I am a practicing Christian. This means that I believe in things that have far greater power than any politician. It also means that whatever political affiliations I have now depend on the issues of the moment rather than a traditional association with a party. My dad, for example, is a traditional Scouse socialist: he has voted Labour since he was 18 and will probably vote for them forever. When I said to him that I had voted Liberal Democrat in one election, he asked me if my "arse hurt from sitting on the fence". It's good to have loyalties and strong principles, but I think politics has changed now. If I'm honest, I don't see much difference between the centre-left of Labour and the centre-right of the Tories, aside from some differences of opinion on Europe and the economy. I could honestly say that if the Tories were elected tomorrow, my life would not be impacted greatly. However, I believe that if I am to align my faith with a political persuasion, it would probably look more socialist than right: a desire to help the poor; to treat the sick with compassion; in the equality of all men and the prevention of selfishness and greed at the expense of others. Looking at the manifesto of the BNP is like looking at the negative image of these values.

My faith also means that if there is one thing that is not an option, it is inactivity. Standing on the sidelines and claiming "I told you so" is simply not allowed. It doesn't change anything. It merely makes one complicit to the problem, almost as blameful as the perpetrators themselves. Shame on those who stayed at home and didn't vote as a protest: how can someone claim that by not voting they are protesting? If you don't like the way MPs behave, vote them out. Or spoil your paper. Staying at home - a mass display of apathy - merely confirms that the powers that be can get on with things on their own because we're not really interested. How can we suddenly pay attention when it suits us? And how strange that we demonstrate our anger at the system by doing absolutely nothing, en masse?

Whatever: the BNP stand for nothing good. It is apathy that has opened the door of power to them, albeit the slightest of an amount. It will be apathy that keeps it open. So it is imperative that we get out of our comfortable armchairs of casual outrage and start registering our feelings about whatever is going on in demonstrable, effective ways. Doing nothing could perhaps no longer be an option. Therefore, maybe those fascists getting into the European Parliament could result in being a positive thing. I really hope that's the case. The alternatives could be very unpleasant indeed.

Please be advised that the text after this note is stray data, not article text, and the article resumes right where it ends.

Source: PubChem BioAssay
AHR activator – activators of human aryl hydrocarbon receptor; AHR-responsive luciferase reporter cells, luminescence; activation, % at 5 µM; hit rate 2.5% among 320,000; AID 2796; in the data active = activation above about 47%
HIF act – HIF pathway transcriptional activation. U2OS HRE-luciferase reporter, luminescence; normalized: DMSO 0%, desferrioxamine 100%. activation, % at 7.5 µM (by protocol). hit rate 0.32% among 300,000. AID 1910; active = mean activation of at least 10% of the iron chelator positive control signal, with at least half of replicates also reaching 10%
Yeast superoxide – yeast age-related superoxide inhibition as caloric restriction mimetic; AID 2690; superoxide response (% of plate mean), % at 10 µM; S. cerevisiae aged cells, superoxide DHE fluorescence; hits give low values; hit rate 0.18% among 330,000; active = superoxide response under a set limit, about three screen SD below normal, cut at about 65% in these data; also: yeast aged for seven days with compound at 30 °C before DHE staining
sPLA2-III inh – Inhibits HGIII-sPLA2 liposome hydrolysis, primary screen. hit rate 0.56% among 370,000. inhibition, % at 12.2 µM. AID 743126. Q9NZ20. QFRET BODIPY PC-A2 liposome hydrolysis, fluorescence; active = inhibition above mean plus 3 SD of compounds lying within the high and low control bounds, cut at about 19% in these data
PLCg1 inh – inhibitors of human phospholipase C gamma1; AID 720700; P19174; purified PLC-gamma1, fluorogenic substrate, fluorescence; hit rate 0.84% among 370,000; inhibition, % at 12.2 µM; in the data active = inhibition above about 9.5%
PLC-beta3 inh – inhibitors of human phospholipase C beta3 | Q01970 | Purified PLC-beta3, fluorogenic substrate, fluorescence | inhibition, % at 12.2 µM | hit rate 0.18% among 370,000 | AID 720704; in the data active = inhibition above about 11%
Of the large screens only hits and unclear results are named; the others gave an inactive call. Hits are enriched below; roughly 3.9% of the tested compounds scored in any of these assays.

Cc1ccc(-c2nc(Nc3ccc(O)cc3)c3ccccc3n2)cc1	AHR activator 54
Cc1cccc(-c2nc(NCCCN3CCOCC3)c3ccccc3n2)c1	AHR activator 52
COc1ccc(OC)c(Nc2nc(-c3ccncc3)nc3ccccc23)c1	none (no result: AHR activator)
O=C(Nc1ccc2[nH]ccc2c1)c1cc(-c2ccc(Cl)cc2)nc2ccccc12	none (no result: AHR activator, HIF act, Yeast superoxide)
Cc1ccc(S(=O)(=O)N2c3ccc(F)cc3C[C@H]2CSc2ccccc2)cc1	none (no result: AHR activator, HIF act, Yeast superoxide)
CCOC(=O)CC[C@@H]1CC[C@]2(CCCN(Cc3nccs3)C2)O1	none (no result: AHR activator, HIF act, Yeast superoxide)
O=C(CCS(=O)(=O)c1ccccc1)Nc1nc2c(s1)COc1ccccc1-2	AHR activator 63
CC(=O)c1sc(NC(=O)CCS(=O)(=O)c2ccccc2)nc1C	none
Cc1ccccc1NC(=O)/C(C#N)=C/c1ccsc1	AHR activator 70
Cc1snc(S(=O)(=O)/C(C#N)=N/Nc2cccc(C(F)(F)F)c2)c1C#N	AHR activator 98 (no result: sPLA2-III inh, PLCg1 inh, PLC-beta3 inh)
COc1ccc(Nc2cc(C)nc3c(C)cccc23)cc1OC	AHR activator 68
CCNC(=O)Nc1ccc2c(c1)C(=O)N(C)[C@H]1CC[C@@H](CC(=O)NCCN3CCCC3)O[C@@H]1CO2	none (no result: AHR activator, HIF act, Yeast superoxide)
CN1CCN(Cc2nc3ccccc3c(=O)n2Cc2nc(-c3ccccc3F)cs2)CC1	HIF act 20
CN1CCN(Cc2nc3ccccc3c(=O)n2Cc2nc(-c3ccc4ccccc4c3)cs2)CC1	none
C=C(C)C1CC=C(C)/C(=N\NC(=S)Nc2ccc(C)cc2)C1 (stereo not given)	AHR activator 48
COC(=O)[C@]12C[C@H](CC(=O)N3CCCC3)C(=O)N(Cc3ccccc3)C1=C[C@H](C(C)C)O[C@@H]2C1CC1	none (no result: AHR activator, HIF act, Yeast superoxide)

Monday, 1 June 2009

Hello? Is there anybody there?

The debate rages. Or at least my side of it does. Following my recent emailed letter to the British National Party, I've heard nothing from them in reply as yet. Which seems a little incongruous and even strange considering their almost feverish determination to mop up the 'disillusioned vote'. A gentle reminding nudge was in order, so I've just emailed the following follow up. I will post any responses that come my way. If they ever materialise that is...

Dear sir or madam,

I recently sent you the query below regarding your policies on immigration. I asked you to define the term 'indigenous Britons' that is very frequently referred to in your party literature to help me understand your philosophies and to cast an informed vote in the forthcoming local and European elections. This leaves me unsure as to whether or not I can describe myself as indigenous to Britain. As I have, as yet, not heard a reply from your office, I am assuming that either there is no satisfactory explanation for referring to anybody as an indigenous Briton - other than the Welsh perhaps - or that you don't particularly want my vote. Or would it help if I sent a photograph?

Every other party I have asked direct questions of regarding their policies has managed to reply or at least pointed me in the right direction to find out more. I am very disappointed that you, as a publicly accountable political organisation, have been unable to do likewise. Surely, as you seem very keen at pointing out the all too evident lack of accountability shown by our leading political parties, you would want to display to a voting member of the public such as me that you care about explaining your policies and philosophies. Or maybe you don't want my vote?

Either way, it would be great to hear from you before June 4th. At the moment, I am deciding to vote only for a party that is able to explain exactly what it stands for. That seems to me to be the only commonly sensible way to use my privileged position as a British voter.

Yours faithfully,

Liam Owen, Bristol.